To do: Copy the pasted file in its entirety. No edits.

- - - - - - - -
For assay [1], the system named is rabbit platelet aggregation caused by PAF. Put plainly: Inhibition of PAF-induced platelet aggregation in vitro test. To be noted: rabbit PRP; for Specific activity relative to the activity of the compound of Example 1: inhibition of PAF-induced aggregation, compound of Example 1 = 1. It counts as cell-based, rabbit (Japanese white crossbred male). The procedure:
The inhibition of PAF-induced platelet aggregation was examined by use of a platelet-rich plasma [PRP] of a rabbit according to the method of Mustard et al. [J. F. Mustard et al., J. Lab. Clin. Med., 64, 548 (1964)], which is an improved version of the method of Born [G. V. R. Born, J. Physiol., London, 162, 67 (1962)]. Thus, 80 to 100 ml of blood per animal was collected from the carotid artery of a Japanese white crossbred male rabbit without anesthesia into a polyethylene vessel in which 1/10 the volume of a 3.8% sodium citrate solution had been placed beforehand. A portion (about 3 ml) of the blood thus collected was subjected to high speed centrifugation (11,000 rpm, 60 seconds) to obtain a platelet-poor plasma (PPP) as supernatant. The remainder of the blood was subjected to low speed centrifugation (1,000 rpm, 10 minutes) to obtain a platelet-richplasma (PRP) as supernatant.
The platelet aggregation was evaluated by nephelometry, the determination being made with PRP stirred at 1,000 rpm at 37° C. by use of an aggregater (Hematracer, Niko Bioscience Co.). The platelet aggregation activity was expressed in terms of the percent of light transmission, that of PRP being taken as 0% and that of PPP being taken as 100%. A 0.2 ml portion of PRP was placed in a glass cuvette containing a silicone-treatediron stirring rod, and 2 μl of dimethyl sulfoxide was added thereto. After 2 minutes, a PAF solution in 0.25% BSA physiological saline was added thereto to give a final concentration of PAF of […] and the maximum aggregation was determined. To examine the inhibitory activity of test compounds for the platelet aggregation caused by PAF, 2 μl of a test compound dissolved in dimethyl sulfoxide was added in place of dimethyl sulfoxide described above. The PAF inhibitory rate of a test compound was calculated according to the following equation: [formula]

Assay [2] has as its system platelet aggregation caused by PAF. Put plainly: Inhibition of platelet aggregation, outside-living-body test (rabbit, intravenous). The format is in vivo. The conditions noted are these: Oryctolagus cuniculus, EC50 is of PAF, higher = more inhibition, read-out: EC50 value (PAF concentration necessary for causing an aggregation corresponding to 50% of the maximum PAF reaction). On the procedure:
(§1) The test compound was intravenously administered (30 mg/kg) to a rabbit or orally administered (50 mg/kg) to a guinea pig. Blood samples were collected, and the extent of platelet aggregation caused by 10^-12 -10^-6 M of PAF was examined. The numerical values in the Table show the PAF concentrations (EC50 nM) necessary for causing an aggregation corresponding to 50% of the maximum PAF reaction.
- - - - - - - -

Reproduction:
For assay [1], the system named is rabbit platelet aggregation caused by PAF. Put plainly: Inhibition of PAF-induced platelet aggregation in vitro test. To be noted: rabbit PRP; for Specific activity relative to the activity of the compound of Example 1: inhibition of PAF-induced aggregation, compound of Example 1 = 1. It counts as cell-based, rabbit (Japanese white crossbred male). The procedure:
The inhibition of PAF-induced platelet aggregation was examined by use of a platelet-rich plasma [PRP] of a rabbit according to the method of Mustard et al. [J. F. Mustard et al., J. Lab. Clin. Med., 64, 548 (1964)], which is an improved version of the method of Born [G. V. R. Born, J. Physiol., London, 162, 67 (1962)]. Thus, 80 to 100 ml of blood per animal was collected from the carotid artery of a Japanese white crossbred male rabbit without anesthesia into a polyethylene vessel in which 1/10 the volume of a 3.8% sodium citrate solution had been placed beforehand. A portion (about 3 ml) of the blood thus collected was subjected to high speed centrifugation (11,000 rpm, 60 seconds) to obtain a platelet-poor plasma (PPP) as supernatant. The remainder of the blood was subjected to low speed centrifugation (1,000 rpm, 10 minutes) to obtain a platelet-richplasma (PRP) as supernatant.
The platelet aggregation was evaluated by nephelometry, the determination being made with PRP stirred at 1,000 rpm at 37° C. by use of an aggregater (Hematracer, Niko Bioscience Co.). The platelet aggregation activity was expressed in terms of the percent of light transmission, that of PRP being taken as 0% and that of PPP being taken as 100%. A 0.2 ml portion of PRP was placed in a glass cuvette containing a silicone-treatediron stirring rod, and 2 μl of dimethyl sulfoxide was added thereto. After 2 minutes, a PAF solution in 0.25% BSA physiological saline was added thereto to give a final concentration of PAF of […] and the maximum aggregation was determined. To examine the inhibitory activity of test compounds for the platelet aggregation caused by PAF, 2 μl of a test compound dissolved in dimethyl sulfoxide was added in place of dimethyl sulfoxide described above. The PAF inhibitory rate of a test compound was calculated according to the following equation: [formula]

Assay [2] has as its system platelet aggregation caused by PAF. Put plainly: Inhibition of platelet aggregation, outside-living-body test (rabbit, intravenous). The format is in vivo. The conditions noted are these: Oryctolagus cuniculus, EC50 is of PAF, higher = more inhibition, read-out: EC50 value (PAF concentration necessary for causing an aggregation corresponding to 50% of the maximum PAF reaction). On the procedure:
(§1) The test compound was intravenously administered (30 mg/kg) to a rabbit or orally administered (50 mg/kg) to a guinea pig. Blood samples were collected, and the extent of platelet aggregation caused by 10^-12 -10^-6 M of PAF was examined. The numerical values in the Table show the PAF concentrations (EC50 nM) necessary for causing an aggregation corresponding to 50% of the maximum PAF reaction.